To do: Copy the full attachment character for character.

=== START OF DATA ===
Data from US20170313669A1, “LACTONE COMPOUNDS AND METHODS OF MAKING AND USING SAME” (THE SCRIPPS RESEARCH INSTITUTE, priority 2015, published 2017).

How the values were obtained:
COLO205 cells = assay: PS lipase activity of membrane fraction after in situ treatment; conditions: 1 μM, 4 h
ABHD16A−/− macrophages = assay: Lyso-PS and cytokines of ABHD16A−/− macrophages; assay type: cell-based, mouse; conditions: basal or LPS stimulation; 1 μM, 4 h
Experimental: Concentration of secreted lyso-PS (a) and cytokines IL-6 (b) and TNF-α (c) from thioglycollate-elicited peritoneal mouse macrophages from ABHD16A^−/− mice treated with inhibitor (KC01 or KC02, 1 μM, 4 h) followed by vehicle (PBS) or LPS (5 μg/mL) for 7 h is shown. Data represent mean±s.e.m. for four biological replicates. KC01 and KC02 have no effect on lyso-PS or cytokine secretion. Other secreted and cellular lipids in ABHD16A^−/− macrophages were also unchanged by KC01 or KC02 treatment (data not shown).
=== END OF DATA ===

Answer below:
Data from US20170313669A1, “LACTONE COMPOUNDS AND METHODS OF MAKING AND USING SAME” (THE SCRIPPS RESEARCH INSTITUTE, priority 2015, published 2017).

How the values were obtained:
COLO205 cells = assay: PS lipase activity of membrane fraction after in situ treatment; conditions: 1 μM, 4 h
ABHD16A−/− macrophages = assay: Lyso-PS and cytokines of ABHD16A−/− macrophages; assay type: cell-based, mouse; conditions: basal or LPS stimulation; 1 μM, 4 h
Experimental: Concentration of secreted lyso-PS (a) and cytokines IL-6 (b) and TNF-α (c) from thioglycollate-elicited peritoneal mouse macrophages from ABHD16A^−/− mice treated with inhibitor (KC01 or KC02, 1 μM, 4 h) followed by vehicle (PBS) or LPS (5 μg/mL) for 7 h is shown. Data represent mean±s.e.m. for four biological replicates. KC01 and KC02 have no effect on lyso-PS or cytokine secretion. Other secreted and cellular lipids in ABHD16A^−/− macrophages were also unchanged by KC01 or KC02 treatment (data not shown).